Buhari to get presidential committee’s report on land borders reopening soon
But Ahmed said the nation’s land borders would be reopened soon.
Ahmed said the presidential committee set up on the matter had completed its job and would soon submit its report.
She said the committee would soon submit its report to the President, following which a formal pronouncement would be made on the matter.
The minister did not however disclose when the report would be submitted and how soon the land borders will be reopened.
She said, “Mr President has set up a committee that I chair, alongside the minister of foreign affairs and other ministers including interior and agencies such customs, immigration and other security services to review and advise him on the issue of border closure.
“The committee has just completed its work and we will be submitting our report.
“I have signed my copy; I gave everybody to sign between today (Wednesday) and tomorrow (Thursday) so that we submit the report to Mr President.”
Recall that Ahmed had, at a roundtable discussion at the 26th Nigerian Economic Summit, given an assurance that the borders would be reopened
“We have made an assessment. The President set up a committee and we have made an assessment and all the members of the committee agreed and are recommending to the President that it is time to reopen the borders.”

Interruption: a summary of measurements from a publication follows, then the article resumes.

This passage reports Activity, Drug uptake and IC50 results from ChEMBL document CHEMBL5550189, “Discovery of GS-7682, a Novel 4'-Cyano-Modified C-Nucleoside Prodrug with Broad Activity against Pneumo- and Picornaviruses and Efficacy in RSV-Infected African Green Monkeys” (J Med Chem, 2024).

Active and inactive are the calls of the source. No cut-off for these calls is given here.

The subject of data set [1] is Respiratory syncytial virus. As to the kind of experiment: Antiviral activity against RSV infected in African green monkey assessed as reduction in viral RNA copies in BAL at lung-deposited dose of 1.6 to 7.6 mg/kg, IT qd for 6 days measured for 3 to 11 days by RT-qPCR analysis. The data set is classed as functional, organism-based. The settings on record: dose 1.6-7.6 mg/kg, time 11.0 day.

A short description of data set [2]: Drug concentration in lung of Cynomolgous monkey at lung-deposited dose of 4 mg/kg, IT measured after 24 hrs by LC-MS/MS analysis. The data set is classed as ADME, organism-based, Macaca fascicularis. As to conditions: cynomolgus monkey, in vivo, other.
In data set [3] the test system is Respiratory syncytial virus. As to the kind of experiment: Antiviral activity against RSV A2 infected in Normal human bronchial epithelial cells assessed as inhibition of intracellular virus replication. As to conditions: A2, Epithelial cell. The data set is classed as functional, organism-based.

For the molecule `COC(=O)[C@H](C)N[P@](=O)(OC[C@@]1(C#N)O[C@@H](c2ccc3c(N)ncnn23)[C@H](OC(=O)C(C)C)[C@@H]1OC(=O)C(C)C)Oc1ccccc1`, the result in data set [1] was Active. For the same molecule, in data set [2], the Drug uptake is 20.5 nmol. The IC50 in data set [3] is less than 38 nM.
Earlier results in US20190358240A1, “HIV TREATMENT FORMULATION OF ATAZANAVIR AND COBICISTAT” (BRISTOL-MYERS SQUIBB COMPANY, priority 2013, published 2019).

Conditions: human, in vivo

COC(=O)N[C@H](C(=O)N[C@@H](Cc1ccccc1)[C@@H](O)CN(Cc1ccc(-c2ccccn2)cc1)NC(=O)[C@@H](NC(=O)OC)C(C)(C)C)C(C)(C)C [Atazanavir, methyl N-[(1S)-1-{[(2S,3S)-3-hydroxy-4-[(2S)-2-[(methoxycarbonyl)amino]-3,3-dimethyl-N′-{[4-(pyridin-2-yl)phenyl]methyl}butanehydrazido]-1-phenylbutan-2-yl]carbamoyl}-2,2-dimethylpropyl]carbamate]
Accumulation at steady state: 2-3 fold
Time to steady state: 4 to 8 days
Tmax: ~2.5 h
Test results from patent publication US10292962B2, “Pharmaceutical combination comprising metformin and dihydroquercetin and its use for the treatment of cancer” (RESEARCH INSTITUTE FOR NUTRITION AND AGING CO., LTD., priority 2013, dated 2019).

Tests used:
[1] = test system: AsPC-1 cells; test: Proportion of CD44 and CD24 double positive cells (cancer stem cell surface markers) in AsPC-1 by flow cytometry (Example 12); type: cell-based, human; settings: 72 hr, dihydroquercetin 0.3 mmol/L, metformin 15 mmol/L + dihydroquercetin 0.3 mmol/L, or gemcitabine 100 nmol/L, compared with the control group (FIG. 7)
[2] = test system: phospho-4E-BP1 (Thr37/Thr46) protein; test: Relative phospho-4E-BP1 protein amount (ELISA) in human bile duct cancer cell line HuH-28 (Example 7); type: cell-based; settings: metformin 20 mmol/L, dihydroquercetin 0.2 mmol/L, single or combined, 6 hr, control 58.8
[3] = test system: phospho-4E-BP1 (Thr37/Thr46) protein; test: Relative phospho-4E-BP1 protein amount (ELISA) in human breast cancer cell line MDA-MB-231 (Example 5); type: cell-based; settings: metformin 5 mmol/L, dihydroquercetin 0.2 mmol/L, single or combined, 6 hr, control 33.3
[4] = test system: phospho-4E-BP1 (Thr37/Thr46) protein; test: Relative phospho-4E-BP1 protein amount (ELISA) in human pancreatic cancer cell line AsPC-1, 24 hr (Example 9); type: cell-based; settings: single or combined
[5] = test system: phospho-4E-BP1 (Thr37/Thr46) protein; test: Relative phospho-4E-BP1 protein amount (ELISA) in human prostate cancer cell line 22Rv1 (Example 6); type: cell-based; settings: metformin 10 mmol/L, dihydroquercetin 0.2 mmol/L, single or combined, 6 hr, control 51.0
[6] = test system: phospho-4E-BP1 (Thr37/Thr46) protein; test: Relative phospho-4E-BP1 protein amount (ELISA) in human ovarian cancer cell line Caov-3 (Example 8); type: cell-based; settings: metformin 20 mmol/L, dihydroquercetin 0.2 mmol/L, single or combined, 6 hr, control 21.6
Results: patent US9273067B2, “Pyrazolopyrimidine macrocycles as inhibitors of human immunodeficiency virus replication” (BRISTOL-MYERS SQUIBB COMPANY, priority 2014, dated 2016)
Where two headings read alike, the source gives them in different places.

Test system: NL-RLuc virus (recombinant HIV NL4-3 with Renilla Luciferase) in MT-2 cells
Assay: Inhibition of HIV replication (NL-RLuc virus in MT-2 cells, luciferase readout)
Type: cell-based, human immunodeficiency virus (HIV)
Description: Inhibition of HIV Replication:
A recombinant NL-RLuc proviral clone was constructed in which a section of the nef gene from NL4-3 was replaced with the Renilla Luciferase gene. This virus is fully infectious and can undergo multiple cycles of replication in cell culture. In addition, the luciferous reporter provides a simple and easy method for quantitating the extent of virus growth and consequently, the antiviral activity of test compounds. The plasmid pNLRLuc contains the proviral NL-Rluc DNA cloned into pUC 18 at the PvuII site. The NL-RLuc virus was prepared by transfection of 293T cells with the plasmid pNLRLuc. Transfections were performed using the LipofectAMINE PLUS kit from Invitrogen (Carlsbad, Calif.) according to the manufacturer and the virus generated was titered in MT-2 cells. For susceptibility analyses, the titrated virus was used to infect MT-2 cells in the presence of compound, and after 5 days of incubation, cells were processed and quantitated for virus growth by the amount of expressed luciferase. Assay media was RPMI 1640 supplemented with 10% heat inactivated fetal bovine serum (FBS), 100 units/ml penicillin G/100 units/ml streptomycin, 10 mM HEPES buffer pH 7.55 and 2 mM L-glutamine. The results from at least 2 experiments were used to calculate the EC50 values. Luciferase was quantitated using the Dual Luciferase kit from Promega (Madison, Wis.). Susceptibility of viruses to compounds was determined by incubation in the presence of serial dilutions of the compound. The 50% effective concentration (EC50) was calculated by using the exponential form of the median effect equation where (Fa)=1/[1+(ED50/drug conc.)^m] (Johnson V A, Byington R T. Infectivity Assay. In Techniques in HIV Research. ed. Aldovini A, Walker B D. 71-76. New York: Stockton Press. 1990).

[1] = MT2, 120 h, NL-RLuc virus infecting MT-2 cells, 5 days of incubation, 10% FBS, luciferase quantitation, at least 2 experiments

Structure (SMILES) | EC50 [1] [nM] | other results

‘FG won’t withdraw 2021 budget because of recession’
Ahmed also said the Federal Government was not planning to withdraw the 2021 Appropriation Bill from the National Assembly because of recession, as being proposed by some groups and individuals.
Rather, she explained that the government would be using the Economic Sustainability Plan to revive the economy.
While saying that the recession was expected, the minister said it was for that reason that the government designed the ESP
She said, “You will recall that the ESP was designed to be a 12 months plan, to act as a bridge between the ERGP and its successor plan. But also, it was designed specifically to help us quickly exit recession, which we had projected was going to happen.
“We have been able to release a large volume of capital funding into ministries, departments and agencies, enabling a lot of public work going on simultaneously all over the country.”